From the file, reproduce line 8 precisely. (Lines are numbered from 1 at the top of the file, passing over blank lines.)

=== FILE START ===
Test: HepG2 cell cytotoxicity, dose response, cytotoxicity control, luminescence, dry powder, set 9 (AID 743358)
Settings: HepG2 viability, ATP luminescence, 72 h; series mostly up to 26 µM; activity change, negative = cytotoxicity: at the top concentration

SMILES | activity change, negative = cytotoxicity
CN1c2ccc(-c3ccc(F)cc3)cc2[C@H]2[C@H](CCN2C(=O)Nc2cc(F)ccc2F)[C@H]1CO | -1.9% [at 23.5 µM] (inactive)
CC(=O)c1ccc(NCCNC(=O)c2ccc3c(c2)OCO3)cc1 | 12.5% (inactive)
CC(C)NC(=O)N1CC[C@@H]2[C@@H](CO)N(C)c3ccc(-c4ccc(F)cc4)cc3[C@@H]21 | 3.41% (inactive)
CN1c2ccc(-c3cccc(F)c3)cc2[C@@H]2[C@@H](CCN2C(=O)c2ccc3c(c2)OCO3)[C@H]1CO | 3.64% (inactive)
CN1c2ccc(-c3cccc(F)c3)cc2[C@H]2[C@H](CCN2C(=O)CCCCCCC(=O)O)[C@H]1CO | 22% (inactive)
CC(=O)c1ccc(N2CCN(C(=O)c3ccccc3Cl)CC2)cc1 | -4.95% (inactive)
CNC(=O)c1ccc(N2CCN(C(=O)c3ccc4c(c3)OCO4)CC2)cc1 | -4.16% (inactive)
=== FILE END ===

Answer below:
CN1c2ccc(-c3cccc(F)c3)cc2[C@H]2[C@H](CCN2C(=O)CCCCCCC(=O)O)[C@H]1CO | 22% (inactive)